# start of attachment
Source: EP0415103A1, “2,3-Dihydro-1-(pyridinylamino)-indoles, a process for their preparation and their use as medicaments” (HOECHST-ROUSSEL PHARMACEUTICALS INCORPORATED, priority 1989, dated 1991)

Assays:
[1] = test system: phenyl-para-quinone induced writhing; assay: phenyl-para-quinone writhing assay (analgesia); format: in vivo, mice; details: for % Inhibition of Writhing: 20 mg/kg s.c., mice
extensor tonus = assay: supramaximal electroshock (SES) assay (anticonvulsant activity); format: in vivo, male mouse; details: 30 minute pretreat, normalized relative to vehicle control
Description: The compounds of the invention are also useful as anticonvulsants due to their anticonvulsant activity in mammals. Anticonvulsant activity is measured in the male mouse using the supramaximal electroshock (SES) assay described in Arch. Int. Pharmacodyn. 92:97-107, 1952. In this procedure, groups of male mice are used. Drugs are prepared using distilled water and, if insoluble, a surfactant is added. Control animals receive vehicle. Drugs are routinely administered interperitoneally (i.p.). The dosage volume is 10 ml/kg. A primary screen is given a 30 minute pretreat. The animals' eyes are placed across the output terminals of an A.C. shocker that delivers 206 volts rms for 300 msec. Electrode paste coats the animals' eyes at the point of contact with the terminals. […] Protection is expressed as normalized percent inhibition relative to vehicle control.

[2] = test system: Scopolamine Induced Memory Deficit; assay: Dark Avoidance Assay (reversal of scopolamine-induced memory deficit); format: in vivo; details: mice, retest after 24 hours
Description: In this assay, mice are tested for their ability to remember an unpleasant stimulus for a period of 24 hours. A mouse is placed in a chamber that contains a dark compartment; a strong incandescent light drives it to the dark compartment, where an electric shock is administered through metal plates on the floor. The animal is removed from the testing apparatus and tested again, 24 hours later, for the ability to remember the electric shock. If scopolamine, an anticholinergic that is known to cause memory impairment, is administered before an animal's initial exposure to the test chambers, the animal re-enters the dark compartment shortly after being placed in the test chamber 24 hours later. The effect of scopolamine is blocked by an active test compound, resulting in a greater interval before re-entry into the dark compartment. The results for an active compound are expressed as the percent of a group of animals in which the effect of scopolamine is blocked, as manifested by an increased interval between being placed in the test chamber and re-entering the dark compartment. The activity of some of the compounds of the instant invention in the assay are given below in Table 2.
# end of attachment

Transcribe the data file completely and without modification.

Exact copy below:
Source: EP0415103A1, “2,3-Dihydro-1-(pyridinylamino)-indoles, a process for their preparation and their use as medicaments” (HOECHST-ROUSSEL PHARMACEUTICALS INCORPORATED, priority 1989, dated 1991)

Assays:
[1] = test system: phenyl-para-quinone induced writhing; assay: phenyl-para-quinone writhing assay (analgesia); format: in vivo, mice; details: for % Inhibition of Writhing: 20 mg/kg s.c., mice
extensor tonus = assay: supramaximal electroshock (SES) assay (anticonvulsant activity); format: in vivo, male mouse; details: 30 minute pretreat, normalized relative to vehicle control
Description: The compounds of the invention are also useful as anticonvulsants due to their anticonvulsant activity in mammals. Anticonvulsant activity is measured in the male mouse using the supramaximal electroshock (SES) assay described in Arch. Int. Pharmacodyn. 92:97-107, 1952. In this procedure, groups of male mice are used. Drugs are prepared using distilled water and, if insoluble, a surfactant is added. Control animals receive vehicle. Drugs are routinely administered interperitoneally (i.p.). The dosage volume is 10 ml/kg. A primary screen is given a 30 minute pretreat. The animals' eyes are placed across the output terminals of an A.C. shocker that delivers 206 volts rms for 300 msec. Electrode paste coats the animals' eyes at the point of contact with the terminals. […] Protection is expressed as normalized percent inhibition relative to vehicle control.

[2] = test system: Scopolamine Induced Memory Deficit; assay: Dark Avoidance Assay (reversal of scopolamine-induced memory deficit); format: in vivo; details: mice, retest after 24 hours
Description: In this assay, mice are tested for their ability to remember an unpleasant stimulus for a period of 24 hours. A mouse is placed in a chamber that contains a dark compartment; a strong incandescent light drives it to the dark compartment, where an electric shock is administered through metal plates on the floor. The animal is removed from the testing apparatus and tested again, 24 hours later, for the ability to remember the electric shock. If scopolamine, an anticholinergic that is known to cause memory impairment, is administered before an animal's initial exposure to the test chambers, the animal re-enters the dark compartment shortly after being placed in the test chamber 24 hours later. The effect of scopolamine is blocked by an active test compound, resulting in a greater interval before re-entry into the dark compartment. The results for an active compound are expressed as the percent of a group of animals in which the effect of scopolamine is blocked, as manifested by an increased interval between being placed in the test chamber and re-entering the dark compartment. The activity of some of the compounds of the instant invention in the assay are given below in Table 2.